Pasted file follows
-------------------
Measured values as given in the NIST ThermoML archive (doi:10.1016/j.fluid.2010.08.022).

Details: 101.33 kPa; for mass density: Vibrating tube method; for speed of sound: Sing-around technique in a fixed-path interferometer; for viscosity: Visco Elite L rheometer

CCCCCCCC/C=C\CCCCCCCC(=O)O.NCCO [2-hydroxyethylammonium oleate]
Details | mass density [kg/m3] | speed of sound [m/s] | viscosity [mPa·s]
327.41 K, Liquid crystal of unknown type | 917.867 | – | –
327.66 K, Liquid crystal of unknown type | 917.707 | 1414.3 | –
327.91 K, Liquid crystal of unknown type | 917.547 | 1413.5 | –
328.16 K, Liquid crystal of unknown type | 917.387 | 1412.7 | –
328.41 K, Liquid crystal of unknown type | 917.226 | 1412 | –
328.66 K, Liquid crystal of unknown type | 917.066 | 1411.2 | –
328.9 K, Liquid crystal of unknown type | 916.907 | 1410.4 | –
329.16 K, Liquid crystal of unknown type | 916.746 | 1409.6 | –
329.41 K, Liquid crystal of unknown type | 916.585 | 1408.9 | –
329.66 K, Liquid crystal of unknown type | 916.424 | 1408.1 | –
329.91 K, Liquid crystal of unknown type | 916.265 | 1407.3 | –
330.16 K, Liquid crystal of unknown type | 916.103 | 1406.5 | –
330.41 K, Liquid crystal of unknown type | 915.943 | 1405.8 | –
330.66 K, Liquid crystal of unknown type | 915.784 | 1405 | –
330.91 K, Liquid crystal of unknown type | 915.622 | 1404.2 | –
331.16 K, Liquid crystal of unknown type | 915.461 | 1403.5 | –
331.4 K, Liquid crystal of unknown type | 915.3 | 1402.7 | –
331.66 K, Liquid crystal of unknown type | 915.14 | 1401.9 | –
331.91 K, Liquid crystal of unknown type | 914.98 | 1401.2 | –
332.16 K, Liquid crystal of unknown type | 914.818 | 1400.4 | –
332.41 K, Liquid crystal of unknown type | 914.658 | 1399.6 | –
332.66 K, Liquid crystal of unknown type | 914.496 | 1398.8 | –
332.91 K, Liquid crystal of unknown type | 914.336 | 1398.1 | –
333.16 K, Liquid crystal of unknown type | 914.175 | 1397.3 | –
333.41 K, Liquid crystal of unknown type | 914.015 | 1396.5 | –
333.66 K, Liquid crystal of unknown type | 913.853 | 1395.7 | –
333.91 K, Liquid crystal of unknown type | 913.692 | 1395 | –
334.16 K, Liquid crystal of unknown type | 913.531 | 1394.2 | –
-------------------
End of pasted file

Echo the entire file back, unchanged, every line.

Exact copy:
Measured values as given in the NIST ThermoML archive (doi:10.1016/j.fluid.2010.08.022).

Details: 101.33 kPa; for mass density: Vibrating tube method; for speed of sound: Sing-around technique in a fixed-path interferometer; for viscosity: Visco Elite L rheometer

CCCCCCCC/C=C\CCCCCCCC(=O)O.NCCO [2-hydroxyethylammonium oleate]
Details | mass density [kg/m3] | speed of sound [m/s] | viscosity [mPa·s]
327.41 K, Liquid crystal of unknown type | 917.867 | – | –
327.66 K, Liquid crystal of unknown type | 917.707 | 1414.3 | –
327.91 K, Liquid crystal of unknown type | 917.547 | 1413.5 | –
328.16 K, Liquid crystal of unknown type | 917.387 | 1412.7 | –
328.41 K, Liquid crystal of unknown type | 917.226 | 1412 | –
328.66 K, Liquid crystal of unknown type | 917.066 | 1411.2 | –
328.9 K, Liquid crystal of unknown type | 916.907 | 1410.4 | –
329.16 K, Liquid crystal of unknown type | 916.746 | 1409.6 | –
329.41 K, Liquid crystal of unknown type | 916.585 | 1408.9 | –
329.66 K, Liquid crystal of unknown type | 916.424 | 1408.1 | –
329.91 K, Liquid crystal of unknown type | 916.265 | 1407.3 | –
330.16 K, Liquid crystal of unknown type | 916.103 | 1406.5 | –
330.41 K, Liquid crystal of unknown type | 915.943 | 1405.8 | –
330.66 K, Liquid crystal of unknown type | 915.784 | 1405 | –
330.91 K, Liquid crystal of unknown type | 915.622 | 1404.2 | –
331.16 K, Liquid crystal of unknown type | 915.461 | 1403.5 | –
331.4 K, Liquid crystal of unknown type | 915.3 | 1402.7 | –
331.66 K, Liquid crystal of unknown type | 915.14 | 1401.9 | –
331.91 K, Liquid crystal of unknown type | 914.98 | 1401.2 | –
332.16 K, Liquid crystal of unknown type | 914.818 | 1400.4 | –
332.41 K, Liquid crystal of unknown type | 914.658 | 1399.6 | –
332.66 K, Liquid crystal of unknown type | 914.496 | 1398.8 | –
332.91 K, Liquid crystal of unknown type | 914.336 | 1398.1 | –
333.16 K, Liquid crystal of unknown type | 914.175 | 1397.3 | –
333.41 K, Liquid crystal of unknown type | 914.015 | 1396.5 | –
333.66 K, Liquid crystal of unknown type | 913.853 | 1395.7 | –
333.91 K, Liquid crystal of unknown type | 913.692 | 1395 | –
334.16 K, Liquid crystal of unknown type | 913.531 | 1394.2 | –